Last year's race to fill the seat of departing Los Angeles City Councilman
On one side was
Montañez now wants a rematch. But the March 3 contest will be considerably different, in large part because Martinez is the incumbent. And at City Hall, incumbents almost never lose.
That's not a revelation. Incumbents are routinely bolstered by name recognition, endorsements, establishment support and plentiful campaign cash, much of it from those with a stake in government decisions.
Still, the numbers are striking. Over the last 20 years, L.A. city office-holders prevailed in 59 out of 62 contests. The three exceptions were Councilman Nick Pacheco and Mayor
Martinez has been in office just 15 months. But the shift in alliances over that time period is telling. Council President
"She's one of the bright new leaders of Los Angeles," he said.
Political donors aren't likely to cross Martinez by giving to her opponent, said lobbyist Steve Afriat. "Nothing's impossible," he added. "But I just don't know how [Montañez] pulls it off."
Montañez, who served in the Assembly from 2002 to 2006, said she has little expectation of support from the City Hall establishment this time around. But she contends there's plenty of dissatisfaction in Martinez's district, which stretches from Sun Valley on the northeast to the Sepulveda Basin on the southwest. Last week, during a 90-minute tour of the district, she pointed out buckled sidewalks in Lake Balboa, gang graffiti in North Hills and abandoned couches, mattresses and shopping carts in Van Nuys.
Those issues, Montañez argues, are more important than Martinez's political position or support. "The power of incumbency means nothing out here when she can't pick up trash, clean up graffiti, stop the gangs from getting more powerful [or] bring jobs" to the district, said Montañez, steering her 2012 Prius through Van Nuys. "That's what I think is going to make the difference out here. Incumbency doesn't mean anything to us."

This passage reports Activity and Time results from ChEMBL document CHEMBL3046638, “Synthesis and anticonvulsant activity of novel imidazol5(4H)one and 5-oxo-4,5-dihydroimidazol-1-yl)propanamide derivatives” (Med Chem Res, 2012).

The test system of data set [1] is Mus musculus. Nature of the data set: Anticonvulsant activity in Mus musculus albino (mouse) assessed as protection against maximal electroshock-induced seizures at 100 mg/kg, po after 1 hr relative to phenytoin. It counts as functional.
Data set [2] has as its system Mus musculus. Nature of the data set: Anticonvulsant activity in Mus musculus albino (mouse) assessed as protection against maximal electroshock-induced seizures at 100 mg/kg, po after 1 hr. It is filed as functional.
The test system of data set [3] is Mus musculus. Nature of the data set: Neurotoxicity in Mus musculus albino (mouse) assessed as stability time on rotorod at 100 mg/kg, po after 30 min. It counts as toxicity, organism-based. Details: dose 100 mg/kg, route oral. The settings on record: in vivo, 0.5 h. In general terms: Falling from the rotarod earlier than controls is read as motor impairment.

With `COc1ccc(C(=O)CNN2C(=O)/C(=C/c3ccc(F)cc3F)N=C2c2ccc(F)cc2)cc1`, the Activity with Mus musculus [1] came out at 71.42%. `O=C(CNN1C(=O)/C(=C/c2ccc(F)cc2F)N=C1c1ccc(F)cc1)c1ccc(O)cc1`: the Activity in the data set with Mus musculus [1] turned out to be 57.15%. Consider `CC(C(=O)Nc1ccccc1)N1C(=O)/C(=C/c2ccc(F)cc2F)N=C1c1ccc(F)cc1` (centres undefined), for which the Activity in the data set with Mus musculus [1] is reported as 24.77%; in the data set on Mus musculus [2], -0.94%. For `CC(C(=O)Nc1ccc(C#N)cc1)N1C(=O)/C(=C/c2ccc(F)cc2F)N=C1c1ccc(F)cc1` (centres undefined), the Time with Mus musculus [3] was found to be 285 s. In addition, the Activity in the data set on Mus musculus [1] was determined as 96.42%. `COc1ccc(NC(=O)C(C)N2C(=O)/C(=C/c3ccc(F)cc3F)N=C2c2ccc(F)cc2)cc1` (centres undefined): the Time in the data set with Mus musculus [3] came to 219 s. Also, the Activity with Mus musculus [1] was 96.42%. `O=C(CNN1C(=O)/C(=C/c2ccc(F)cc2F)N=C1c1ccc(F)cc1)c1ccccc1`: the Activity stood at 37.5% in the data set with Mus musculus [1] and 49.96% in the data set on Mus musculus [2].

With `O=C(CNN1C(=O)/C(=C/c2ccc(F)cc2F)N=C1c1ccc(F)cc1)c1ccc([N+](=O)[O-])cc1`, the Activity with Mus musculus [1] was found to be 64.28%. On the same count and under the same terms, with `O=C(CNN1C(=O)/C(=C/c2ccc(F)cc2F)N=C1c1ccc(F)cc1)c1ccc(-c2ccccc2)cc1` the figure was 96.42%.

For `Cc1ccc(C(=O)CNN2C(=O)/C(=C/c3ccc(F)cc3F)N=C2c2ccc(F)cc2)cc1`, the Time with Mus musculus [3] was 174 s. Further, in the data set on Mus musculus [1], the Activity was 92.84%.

Martinez, appearing Thursday at the opening of a new children's science museum in the Valley, said she hasn't seen Montañez much in the district — at neighborhood cleanups or anywhere else. And she predicted voters will recognize her accomplishments. Since last year's election, she said, city crews in the district have resurfaced 70 miles of streets, trimmed 1,500 trees, painted out 1 million square feet of graffiti and removed 500 tons of trash — including abandoned furniture.
"I'm not sure I really believe so much in the power of incumbency, as much as I believe in the power of getting things done," Martinez said.
Montañez is not the only civic leader looking to oust a sitting L.A. politician. Los Angeles County Supervisor
Neighborhood activists who support Montañez, meeting recently at Hometown Buffet in Panorama City, acknowledged their candidate has an uphill climb. But they were gleeful about this month's tight contest between state Assemblyman Raul Bocanegra (D-Pacoima) and political novice Patty Lopez, a self-described community representative.
Bocanegra, who represents some of the same neighborhoods as Martinez, raised more than $600,000 this year for his reelection bid, far more than his opponent. Yet as of Friday, he was trailing by 46 votes, according to county results. Lopez's strong showing is a sign challengers have a chance of toppling Valley-based incumbents, said Panorama City resident Saul Mejia, who is backing Montañez.
"It's the people that actually vote, not the people with the big pockets," he said.
Martinez's husband, Gerry Guzman, works for Bocanegra and was a consultant on his campaign. But while Bocanegra's vulnerability took many observers by surprise, Martinez sees Montañez coming.
Since taking office, Martinez has forged ties with several of the neighborhood activists who backed her rival last time around. One of those is Don Schultz, who praised Martinez for making progress on prostitution problems along Sepulveda Boulevard and blight at Van Nuys Airport. "She's done a great job for a first-year city council member," he said.
Montañez is convinced most voters will reach a different conclusion. She said pimps still make harassing statements to passing women on one part of Sepulveda. Two miles north, more than a dozen shopping carts now serve as a makeshift homeless encampment. "When people say it's better, I'm like — my reality every day … is that it's worse," she said.